Habibie's speech to the Indonesian parliament sparks protests and criticism

Indonesian President B.J. Habibie's speech to the People's Consultative Assembly (MPR) on Thursday night may well be his swansong. Outside the parliament building, thousands of student demonstrators, demanding Habibie drop his bid for reelection, clashed with security forces. Inside the MPR, Habibie had to contend with interruptions and interjections from members as he delivered a formal accountability speech defending his 16-month term of office.

Around 10,000 students and their supporters took part in anti-Habibie protests on Thursday and clashed violently with riot police and troops surrounding the parliament building. At least three protestors were severely beaten, and others were injured as police fired tear gas and rubber bullets. Posters and banners read “Reject Habibie and Wiranto”, “Crush remnants of [Suharto's] New Order” and “Stop militarism, bring Suharto and his cronies to court”. Similar demonstrations took place in Bandung, Ujungpandang, Semarang and Bogor.

Habibie has been under fire over a range of issues, including his decision earlier in the year to permit an independence referendum in East Timor, and the involvement of his close supporters in the ongoing Bank Bali scandal. Earlier in the week he handed his opponents further ammunition when his Attorney General announced that corruption charges against the former president and military strongman Suharto would be dropped for “lack of evidence”.

Habibie was only installed as president in May last year after Suharto was forced to resign in the face of widespread anti-government protests. He has been closely associated with Suharto since childhood, serving as his science and technology minister, and then vice-president. His government's move to drop the charges—a decision that was bound to draw widespread criticism—could be interpreted as a final service to the ailing former dictator before Habibie leaves office.

The ruling Golkar Party has endorsed Habibie and Armed Forces (TNI) chief General Wiranto as its candidates for the presidency and vice-presidency, due to be decided by the MPR next week. But Golkar chairman Akbar Tandjung made clear that the selection is conditional. He said the party had left room to switch its candidates right up until the “last seconds” before the MPR session on the presidency.

Habibie sought to use his accountability speech to shore up his position, by claiming to have saved the country from near bankruptcy following the Asian financial crisis. He pointed to the relative recovery in the value of the rupiah, and a predicted growth rate of 1 percent as compared to a huge contraction of 13.2 percent last year. Indonesia's economy, however, remains highly unstable with demands from the International Monetary Fund and World Bank for its restructuring to be accelerated. Habibie defended his policies on East Timor as well as the government's decision to drop charges against Suharto.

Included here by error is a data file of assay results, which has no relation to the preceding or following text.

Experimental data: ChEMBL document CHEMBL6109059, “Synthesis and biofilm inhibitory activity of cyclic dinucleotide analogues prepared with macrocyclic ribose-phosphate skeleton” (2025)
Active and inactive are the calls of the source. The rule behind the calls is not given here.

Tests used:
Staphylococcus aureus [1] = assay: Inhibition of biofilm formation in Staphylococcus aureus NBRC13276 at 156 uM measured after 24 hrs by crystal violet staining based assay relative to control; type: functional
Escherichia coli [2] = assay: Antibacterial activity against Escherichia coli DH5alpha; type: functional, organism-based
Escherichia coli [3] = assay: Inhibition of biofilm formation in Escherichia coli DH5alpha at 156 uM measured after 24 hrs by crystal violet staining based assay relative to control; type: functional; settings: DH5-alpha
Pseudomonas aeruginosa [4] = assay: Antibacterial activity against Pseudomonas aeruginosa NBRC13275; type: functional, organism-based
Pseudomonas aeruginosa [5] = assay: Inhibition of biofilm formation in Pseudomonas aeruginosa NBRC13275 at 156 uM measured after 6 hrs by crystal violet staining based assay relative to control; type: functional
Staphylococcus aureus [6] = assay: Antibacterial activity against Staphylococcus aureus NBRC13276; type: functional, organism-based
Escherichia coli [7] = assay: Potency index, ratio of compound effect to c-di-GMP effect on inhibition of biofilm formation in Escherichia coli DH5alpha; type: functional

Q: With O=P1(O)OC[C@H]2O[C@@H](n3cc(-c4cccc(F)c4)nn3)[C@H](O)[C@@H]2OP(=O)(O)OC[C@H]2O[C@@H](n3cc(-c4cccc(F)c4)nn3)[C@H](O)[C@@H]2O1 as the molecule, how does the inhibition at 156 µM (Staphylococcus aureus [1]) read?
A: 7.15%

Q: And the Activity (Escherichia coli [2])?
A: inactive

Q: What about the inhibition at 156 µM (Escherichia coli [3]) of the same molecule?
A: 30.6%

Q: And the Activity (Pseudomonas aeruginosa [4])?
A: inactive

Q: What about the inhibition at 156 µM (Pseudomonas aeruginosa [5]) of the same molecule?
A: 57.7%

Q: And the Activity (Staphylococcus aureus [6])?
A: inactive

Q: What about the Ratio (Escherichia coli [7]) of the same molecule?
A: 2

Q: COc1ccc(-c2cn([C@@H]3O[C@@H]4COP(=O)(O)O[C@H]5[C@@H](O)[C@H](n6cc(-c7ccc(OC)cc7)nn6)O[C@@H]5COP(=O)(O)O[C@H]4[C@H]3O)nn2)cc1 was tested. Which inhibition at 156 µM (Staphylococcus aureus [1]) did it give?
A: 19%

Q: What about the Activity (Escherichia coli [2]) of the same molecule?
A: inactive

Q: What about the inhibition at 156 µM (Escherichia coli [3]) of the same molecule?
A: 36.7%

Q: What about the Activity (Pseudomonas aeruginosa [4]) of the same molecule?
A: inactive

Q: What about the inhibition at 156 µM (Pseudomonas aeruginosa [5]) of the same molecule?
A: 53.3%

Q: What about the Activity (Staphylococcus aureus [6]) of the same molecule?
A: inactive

The speech was immediately criticised by opposition leaders and the Indonesian press. MPR chairman and National Mandate Party (PAN) leader Amien Rais said it was full of red marks and did not fully elaborate on the issue of corruption. Megawati Sukarnoputri, Indonesian Democratic Party-Struggle (PDI-P) leader, and Matori Abdul Djalil, National Awakening Party chairman, both indicated that their parties were likely to reject the speech.

In an editorial entitled “Deceitful Grandstanding,” the Jakarta Post, condemned Habibie's speech as a “rehash” of his Independence Day speech in August “designed wholly to support his shameless bid to stay in power”. Sections of the ruling elite are clearly concerned at the ability of Habibie to hold back further political unrest. The editorial warned MPR members not to repeat the “fatal mistake of the 1998 MPR” when Suharto and Habibie were endorsed as president and vice-president. “They, and Habibie, would do well to remember that Suharto's unanimous election, which went totally against prevailing public opinion, could not stop him from being unceremoniously dumped two months later on a wave of mass unrest”.

A debate on Habibie's speech began in the MPR yesterday. If the speech is formally rejected, Habibie's future as Golkar's presidential candidate would be immediately thrown into doubt, leading to his replacement or the party's support for one of the other two declared candidates—Megawati Sukarnoputri and the PKB leader Abdurrahman Wahid, who is backed by a coalition of Islamic parties.

The Sydney Morning Herald reported yesterday that a secret deal had been struck two weeks ago between the PDI-P and Golkar to secure the presidency for Megawati with Golkar chairman Akbar Tandjung serving as her vice-president with a “full mandate to run everything”. Based on “a source close to Megawati,” the article claimed that more than 75 Golkar MPs had signed promises to desert Habibie at the last minute and throw their support behind Megawati.

Such reports may simply be the product of the rumour mills in Jakarta. Over the next week in the lead up to the MPR vote on the presidency, there is considerable room for many twists and turns in the backroom manoeuvres that will determine the final line-up. It is unlikely, however, that Habibie will figure greatly in the calculations. Moreover, whatever the outcome, Golkar and the military, the chief political props of the Suharto dictatorship, will continue to wield power and influence.